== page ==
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President Trump would like to talk to North Korea with precondition; President Donald Trump praised China's President Xi Jinping; Florida lawmakers had to work overtime this weekend; People gathered to commemorate the 53rd anniversary of bloody Sunday in Selma, Alabama; Six teenagers have entered the race for Kansas governor; Aired 7:00-8:00p ET

Aired March 4, 2018 - 19:00   ET


[19:00:08] ANA CABRERA, CNN HOST: It is 7:00 eastern, 4:00 in the afternoon out west. I'm Ana Cabrera in New York. You are live in the CNN NEWSROOM. So glad you can join us.

We begin this hour with the President letting loose at the Washington white tie affair joking about White House chaos. Jared Kushner's troubles getting a security clearance and even his marriage to Melania. The mood was funny. It was lighthearted. But there are also some things the President said that may have serious undertones, especially what he said about the ongoing nuclear threat from North Korea.

Here is the President' exact remark.

I won't rule out direct talks with Kim Jong Un, I just won't. As far as the risk of dealing with a madman is concerned, well, that's his problem. Not mine.

The President went on, by the way, a couple days ago they said we would like to talk and I said so we would, but you have to de-nuke. You have to de-nuke. So let's see what happens. Maybe positive things are happening. I hope that's true. We will be meeting and see if anything positive happens.

So I want to bring CNN White House correspondent Boris Sanchez.

Boris, what is the White House saying about this call?

BORIS SANCHEZ, CNN CORRESPONDENT: Hey there, Ana. We have asked the White House to clarify the President's comments specifically that portions when - that portion when he says we will be meeting. If there are any scheduled diplomatic sessions to be hold between North Korea and the United States directly, the White House is yet to give us an answer.

It really is surprising that the President would announce something like that at the gridiron dinner. This is typically an event that is lighthearted where journalists make fun of politicians and then politicians get their turn. It is something that certainly is unorthodox but as we have seen many times before, this is an unorthodox presidency. North Korea was certainly listening though. The foreign ministry

putting out the following statement. They write quote "the U.S. that was terrified at the rapid development of our nuclear force and as continued to knock on the door of dialogue, now fans indifference and advances this or that precondition. Not being content with it, it insists that it will have dialogue only from making the DPRK abandon nuclear weapons and persist in maximum pressure until complete denuclearization is realized. That is really more than ridiculous.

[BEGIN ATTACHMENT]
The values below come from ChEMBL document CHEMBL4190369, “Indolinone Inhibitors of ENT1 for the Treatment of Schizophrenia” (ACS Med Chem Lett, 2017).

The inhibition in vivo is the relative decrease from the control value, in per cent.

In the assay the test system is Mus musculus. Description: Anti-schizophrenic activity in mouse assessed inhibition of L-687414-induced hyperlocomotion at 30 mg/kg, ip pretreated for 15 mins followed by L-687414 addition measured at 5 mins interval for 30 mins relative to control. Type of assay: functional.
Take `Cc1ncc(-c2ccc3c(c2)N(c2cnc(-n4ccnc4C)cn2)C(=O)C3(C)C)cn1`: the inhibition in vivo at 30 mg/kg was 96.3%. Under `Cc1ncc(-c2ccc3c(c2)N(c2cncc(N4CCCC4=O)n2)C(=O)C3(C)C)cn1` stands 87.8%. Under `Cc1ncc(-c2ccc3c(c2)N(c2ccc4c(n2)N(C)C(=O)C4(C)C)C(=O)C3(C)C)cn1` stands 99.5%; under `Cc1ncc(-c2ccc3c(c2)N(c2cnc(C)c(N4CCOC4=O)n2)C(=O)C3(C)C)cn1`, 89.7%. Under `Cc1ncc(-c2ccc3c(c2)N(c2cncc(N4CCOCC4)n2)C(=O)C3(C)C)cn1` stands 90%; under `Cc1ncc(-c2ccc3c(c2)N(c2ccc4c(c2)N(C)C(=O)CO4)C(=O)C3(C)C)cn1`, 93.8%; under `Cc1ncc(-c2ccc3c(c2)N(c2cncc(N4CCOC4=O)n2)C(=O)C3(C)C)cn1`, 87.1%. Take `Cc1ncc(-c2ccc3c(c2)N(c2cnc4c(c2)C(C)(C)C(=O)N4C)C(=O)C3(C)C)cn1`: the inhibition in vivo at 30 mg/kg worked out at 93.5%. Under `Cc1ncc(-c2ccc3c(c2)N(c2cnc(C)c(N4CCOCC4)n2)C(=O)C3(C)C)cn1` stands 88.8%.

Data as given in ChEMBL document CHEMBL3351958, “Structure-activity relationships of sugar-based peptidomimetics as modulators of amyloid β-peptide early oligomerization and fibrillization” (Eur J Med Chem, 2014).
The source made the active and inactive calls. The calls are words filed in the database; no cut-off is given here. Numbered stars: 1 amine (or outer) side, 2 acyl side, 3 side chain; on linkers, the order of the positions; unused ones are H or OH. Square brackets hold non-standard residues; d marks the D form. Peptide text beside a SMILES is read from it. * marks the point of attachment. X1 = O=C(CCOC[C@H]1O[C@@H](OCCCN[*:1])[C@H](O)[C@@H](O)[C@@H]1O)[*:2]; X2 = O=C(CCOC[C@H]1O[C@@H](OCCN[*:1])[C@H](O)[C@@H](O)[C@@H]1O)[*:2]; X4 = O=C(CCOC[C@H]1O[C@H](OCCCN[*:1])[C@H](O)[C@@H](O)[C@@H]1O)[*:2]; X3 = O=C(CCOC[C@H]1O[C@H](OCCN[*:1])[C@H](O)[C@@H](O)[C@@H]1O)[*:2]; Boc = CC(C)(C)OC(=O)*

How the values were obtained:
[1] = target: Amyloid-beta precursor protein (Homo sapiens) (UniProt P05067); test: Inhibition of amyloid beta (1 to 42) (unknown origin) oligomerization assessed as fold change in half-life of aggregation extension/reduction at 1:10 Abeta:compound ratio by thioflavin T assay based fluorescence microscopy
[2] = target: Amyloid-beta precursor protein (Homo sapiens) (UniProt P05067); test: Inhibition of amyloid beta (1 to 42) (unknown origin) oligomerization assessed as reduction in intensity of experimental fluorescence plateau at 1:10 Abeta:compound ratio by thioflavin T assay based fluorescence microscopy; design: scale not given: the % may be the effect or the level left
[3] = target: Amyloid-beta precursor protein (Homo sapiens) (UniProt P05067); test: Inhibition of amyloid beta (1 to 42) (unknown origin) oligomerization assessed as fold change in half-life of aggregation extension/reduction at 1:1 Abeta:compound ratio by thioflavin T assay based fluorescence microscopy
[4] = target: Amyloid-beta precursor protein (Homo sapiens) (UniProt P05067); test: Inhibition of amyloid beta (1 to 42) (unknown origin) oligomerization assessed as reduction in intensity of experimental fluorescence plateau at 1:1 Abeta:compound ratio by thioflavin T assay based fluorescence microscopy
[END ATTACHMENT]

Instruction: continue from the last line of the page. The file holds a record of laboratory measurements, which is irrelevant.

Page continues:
So the North Koreans mocking the idea of having talks directly with the United States on the precondition that they denuclearized. Again, we are waiting for the White House to comment what President meant by his comments about, we will be meeting - Ana.

CABRERA: All right. Boris Sanchez at the White House for us. Thanks for that.

So China is another big topic for President Trump this weekend for a number of reasons. Let's take about how President Trump is reacting to a bold move by China's President. To end his office's term limits is something President Trump praised at a weekend fundraiser. Listen.


DONALD TRUMP, PRESIDENT OF THE UNITED STATES: Don't forget China is great and Xi is a great gentleman. He is now President for life. No, he is great. And, look, he was able to do that. I think it's great. Maybe we will give that a shot someday.


CABRERA: So keep in mind, that same Republican crowd would not have been allowed to criticize Democrats. Even former President Obama if they lived in China right now.

And China is where we find CNN's Will Ripley live in Beijing, Tiananmen Square.

Will, tell us about today's big event there.

WILL RIPLEY, CNN INTERNATIONAL CORRESPONDENT: Well, we are actually just made it through security. And now we are inside Tiananmen Square.

But I want to show you, this is a portrait of Mao Zedong, China's dictator, who oversaw the cultural revolution during which reportedly millions of people died. And China installed Presidential term limits to try to avoid a repeat of a cruel dictatorship. And now in this building right here, the great hall of the people, just in coming hours, they are going to be abolishing presidential term limits, effectively allowing President Xi Jinping, China's authoritarian ruler to become President for life.

I want to take you over here because you can see the buses just arrived. There is about 3,000 delegates that are expected to very easily approve this surprise move by Xi Jinping which will allow him to remain president indefinitely here. Something that President Trump has praised. Even as pro-democracy activist in China have tried to criticize and sound the alarm moment. They have their voices silenced on social media. And in fact, even when we have been reporting here, CNN's signal, every time we talk about this, it is blacked out, Ana. That's how it works in authoritarian countries like China. And President Trump apparently now voicing his support as well for President Xi Jinping and all of his delegates to allow him to rule over this country indefinitely.